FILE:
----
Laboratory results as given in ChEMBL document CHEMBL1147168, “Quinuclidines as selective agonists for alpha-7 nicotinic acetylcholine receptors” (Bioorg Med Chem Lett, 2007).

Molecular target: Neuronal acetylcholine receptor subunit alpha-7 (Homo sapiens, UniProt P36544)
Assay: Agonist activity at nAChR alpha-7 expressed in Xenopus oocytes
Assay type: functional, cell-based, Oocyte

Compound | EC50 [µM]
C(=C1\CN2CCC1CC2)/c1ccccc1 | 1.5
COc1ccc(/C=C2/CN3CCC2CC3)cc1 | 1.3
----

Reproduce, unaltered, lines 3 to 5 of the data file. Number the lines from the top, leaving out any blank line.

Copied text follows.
Assay: Agonist activity at nAChR alpha-7 expressed in Xenopus oocytes
Assay type: functional, cell-based, Oocyte

Compound | EC50 [µM]